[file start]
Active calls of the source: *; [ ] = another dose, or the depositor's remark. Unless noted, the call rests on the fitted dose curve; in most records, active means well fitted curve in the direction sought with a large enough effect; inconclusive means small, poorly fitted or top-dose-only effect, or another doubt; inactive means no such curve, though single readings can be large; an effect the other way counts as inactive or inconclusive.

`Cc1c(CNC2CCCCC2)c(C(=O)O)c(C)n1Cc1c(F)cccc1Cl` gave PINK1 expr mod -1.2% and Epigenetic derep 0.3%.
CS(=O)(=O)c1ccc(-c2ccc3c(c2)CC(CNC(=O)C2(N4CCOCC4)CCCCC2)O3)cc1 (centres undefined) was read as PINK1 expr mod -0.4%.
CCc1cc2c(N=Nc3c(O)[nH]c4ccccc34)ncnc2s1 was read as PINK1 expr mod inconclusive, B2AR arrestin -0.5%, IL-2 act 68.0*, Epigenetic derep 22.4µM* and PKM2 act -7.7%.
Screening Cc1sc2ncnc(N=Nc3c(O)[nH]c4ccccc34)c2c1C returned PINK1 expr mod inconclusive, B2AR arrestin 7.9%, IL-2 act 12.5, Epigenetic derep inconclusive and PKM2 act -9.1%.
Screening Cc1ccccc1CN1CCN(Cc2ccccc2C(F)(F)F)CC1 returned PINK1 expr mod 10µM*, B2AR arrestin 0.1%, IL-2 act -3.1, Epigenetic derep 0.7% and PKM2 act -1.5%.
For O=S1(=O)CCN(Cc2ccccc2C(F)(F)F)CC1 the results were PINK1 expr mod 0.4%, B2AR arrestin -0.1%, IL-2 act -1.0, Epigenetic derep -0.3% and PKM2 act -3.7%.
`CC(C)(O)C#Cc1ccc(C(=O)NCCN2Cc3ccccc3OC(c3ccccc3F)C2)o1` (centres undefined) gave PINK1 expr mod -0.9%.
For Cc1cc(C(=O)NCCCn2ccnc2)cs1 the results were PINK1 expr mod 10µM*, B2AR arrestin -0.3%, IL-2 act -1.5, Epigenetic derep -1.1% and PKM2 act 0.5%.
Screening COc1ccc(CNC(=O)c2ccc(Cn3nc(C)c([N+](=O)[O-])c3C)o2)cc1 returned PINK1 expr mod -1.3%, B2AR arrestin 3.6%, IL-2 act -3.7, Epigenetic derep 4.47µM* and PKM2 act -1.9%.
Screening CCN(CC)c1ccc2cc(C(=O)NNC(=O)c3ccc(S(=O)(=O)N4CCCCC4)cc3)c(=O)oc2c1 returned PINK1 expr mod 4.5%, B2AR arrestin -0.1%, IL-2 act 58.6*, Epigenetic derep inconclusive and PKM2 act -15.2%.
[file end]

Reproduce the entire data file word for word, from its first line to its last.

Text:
Active calls of the source: *; [ ] = another dose, or the depositor's remark. Unless noted, the call rests on the fitted dose curve; in most records, active means well fitted curve in the direction sought with a large enough effect; inconclusive means small, poorly fitted or top-dose-only effect, or another doubt; inactive means no such curve, though single readings can be large; an effect the other way counts as inactive or inconclusive.

`Cc1c(CNC2CCCCC2)c(C(=O)O)c(C)n1Cc1c(F)cccc1Cl` gave PINK1 expr mod -1.2% and Epigenetic derep 0.3%.
CS(=O)(=O)c1ccc(-c2ccc3c(c2)CC(CNC(=O)C2(N4CCOCC4)CCCCC2)O3)cc1 (centres undefined) was read as PINK1 expr mod -0.4%.
CCc1cc2c(N=Nc3c(O)[nH]c4ccccc34)ncnc2s1 was read as PINK1 expr mod inconclusive, B2AR arrestin -0.5%, IL-2 act 68.0*, Epigenetic derep 22.4µM* and PKM2 act -7.7%.
Screening Cc1sc2ncnc(N=Nc3c(O)[nH]c4ccccc34)c2c1C returned PINK1 expr mod inconclusive, B2AR arrestin 7.9%, IL-2 act 12.5, Epigenetic derep inconclusive and PKM2 act -9.1%.
Screening Cc1ccccc1CN1CCN(Cc2ccccc2C(F)(F)F)CC1 returned PINK1 expr mod 10µM*, B2AR arrestin 0.1%, IL-2 act -3.1, Epigenetic derep 0.7% and PKM2 act -1.5%.
For O=S1(=O)CCN(Cc2ccccc2C(F)(F)F)CC1 the results were PINK1 expr mod 0.4%, B2AR arrestin -0.1%, IL-2 act -1.0, Epigenetic derep -0.3% and PKM2 act -3.7%.
`CC(C)(O)C#Cc1ccc(C(=O)NCCN2Cc3ccccc3OC(c3ccccc3F)C2)o1` (centres undefined) gave PINK1 expr mod -0.9%.
For Cc1cc(C(=O)NCCCn2ccnc2)cs1 the results were PINK1 expr mod 10µM*, B2AR arrestin -0.3%, IL-2 act -1.5, Epigenetic derep -1.1% and PKM2 act 0.5%.
Screening COc1ccc(CNC(=O)c2ccc(Cn3nc(C)c([N+](=O)[O-])c3C)o2)cc1 returned PINK1 expr mod -1.3%, B2AR arrestin 3.6%, IL-2 act -3.7, Epigenetic derep 4.47µM* and PKM2 act -1.9%.
Screening CCN(CC)c1ccc2cc(C(=O)NNC(=O)c3ccc(S(=O)(=O)N4CCCCC4)cc3)c(=O)oc2c1 returned PINK1 expr mod 4.5%, B2AR arrestin -0.1%, IL-2 act 58.6*, Epigenetic derep inconclusive and PKM2 act -15.2%.